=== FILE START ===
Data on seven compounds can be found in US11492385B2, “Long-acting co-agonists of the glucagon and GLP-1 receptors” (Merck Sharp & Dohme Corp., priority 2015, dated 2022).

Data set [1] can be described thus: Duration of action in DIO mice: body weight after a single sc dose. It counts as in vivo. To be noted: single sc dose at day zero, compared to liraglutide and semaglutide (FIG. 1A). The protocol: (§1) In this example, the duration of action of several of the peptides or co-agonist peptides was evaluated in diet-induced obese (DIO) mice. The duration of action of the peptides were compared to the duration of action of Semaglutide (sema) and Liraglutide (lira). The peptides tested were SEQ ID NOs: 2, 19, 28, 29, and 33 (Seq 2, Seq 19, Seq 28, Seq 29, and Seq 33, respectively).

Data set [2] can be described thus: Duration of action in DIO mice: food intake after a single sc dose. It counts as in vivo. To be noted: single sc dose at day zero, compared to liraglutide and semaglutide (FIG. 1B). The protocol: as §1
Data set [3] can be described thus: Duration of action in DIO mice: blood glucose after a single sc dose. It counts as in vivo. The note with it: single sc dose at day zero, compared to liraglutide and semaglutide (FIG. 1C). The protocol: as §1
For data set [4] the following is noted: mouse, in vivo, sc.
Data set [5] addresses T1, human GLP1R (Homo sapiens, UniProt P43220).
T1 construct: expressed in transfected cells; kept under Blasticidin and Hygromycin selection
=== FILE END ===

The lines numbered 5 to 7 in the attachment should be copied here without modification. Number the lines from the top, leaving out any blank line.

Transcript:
For data set [4] the following is noted: mouse, in vivo, sc.
Data set [5] addresses T1, human GLP1R (Homo sapiens, UniProt P43220).
T1 construct: expressed in transfected cells; kept under Blasticidin and Hygromycin selection